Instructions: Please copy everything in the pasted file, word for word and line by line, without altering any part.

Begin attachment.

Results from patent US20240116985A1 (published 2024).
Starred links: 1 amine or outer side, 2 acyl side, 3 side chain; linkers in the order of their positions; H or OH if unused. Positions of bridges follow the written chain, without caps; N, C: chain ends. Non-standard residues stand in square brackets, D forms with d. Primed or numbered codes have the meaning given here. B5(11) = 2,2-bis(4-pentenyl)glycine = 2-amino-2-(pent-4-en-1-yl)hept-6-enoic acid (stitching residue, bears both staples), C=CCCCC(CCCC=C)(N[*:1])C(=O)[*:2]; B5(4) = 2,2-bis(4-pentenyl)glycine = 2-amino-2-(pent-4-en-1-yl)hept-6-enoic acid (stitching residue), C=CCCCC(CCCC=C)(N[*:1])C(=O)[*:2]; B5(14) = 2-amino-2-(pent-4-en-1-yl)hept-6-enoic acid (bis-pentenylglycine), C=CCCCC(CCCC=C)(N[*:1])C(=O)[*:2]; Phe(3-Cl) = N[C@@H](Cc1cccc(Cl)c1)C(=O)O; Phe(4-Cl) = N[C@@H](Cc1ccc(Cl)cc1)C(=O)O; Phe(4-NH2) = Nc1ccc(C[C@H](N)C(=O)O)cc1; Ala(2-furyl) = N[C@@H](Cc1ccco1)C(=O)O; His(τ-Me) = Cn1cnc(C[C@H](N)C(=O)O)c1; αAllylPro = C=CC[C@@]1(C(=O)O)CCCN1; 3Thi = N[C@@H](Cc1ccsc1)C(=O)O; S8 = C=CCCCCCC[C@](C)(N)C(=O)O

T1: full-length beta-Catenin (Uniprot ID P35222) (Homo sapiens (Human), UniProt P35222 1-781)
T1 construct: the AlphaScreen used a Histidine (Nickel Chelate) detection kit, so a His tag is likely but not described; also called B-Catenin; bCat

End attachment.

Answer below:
Results from patent US20240116985A1 (published 2024).
Starred links: 1 amine or outer side, 2 acyl side, 3 side chain; linkers in the order of their positions; H or OH if unused. Positions of bridges follow the written chain, without caps; N, C: chain ends. Non-standard residues stand in square brackets, D forms with d. Primed or numbered codes have the meaning given here. B5(11) = 2,2-bis(4-pentenyl)glycine = 2-amino-2-(pent-4-en-1-yl)hept-6-enoic acid (stitching residue, bears both staples), C=CCCCC(CCCC=C)(N[*:1])C(=O)[*:2]; B5(4) = 2,2-bis(4-pentenyl)glycine = 2-amino-2-(pent-4-en-1-yl)hept-6-enoic acid (stitching residue), C=CCCCC(CCCC=C)(N[*:1])C(=O)[*:2]; B5(14) = 2-amino-2-(pent-4-en-1-yl)hept-6-enoic acid (bis-pentenylglycine), C=CCCCC(CCCC=C)(N[*:1])C(=O)[*:2]; Phe(3-Cl) = N[C@@H](Cc1cccc(Cl)c1)C(=O)O; Phe(4-Cl) = N[C@@H](Cc1ccc(Cl)cc1)C(=O)O; Phe(4-NH2) = Nc1ccc(C[C@H](N)C(=O)O)cc1; Ala(2-furyl) = N[C@@H](Cc1ccco1)C(=O)O; His(τ-Me) = Cn1cnc(C[C@H](N)C(=O)O)c1; αAllylPro = C=CC[C@@]1(C(=O)O)CCCN1; 3Thi = N[C@@H](Cc1ccsc1)C(=O)O; S8 = C=CCCCCCC[C@](C)(N)C(=O)O

T1: full-length beta-Catenin (Uniprot ID P35222) (Homo sapiens (Human), UniProt P35222 1-781)
T1 construct: the AlphaScreen used a Histidine (Nickel Chelate) detection kit, so a His tag is likely but not described; also called B-Catenin; bCat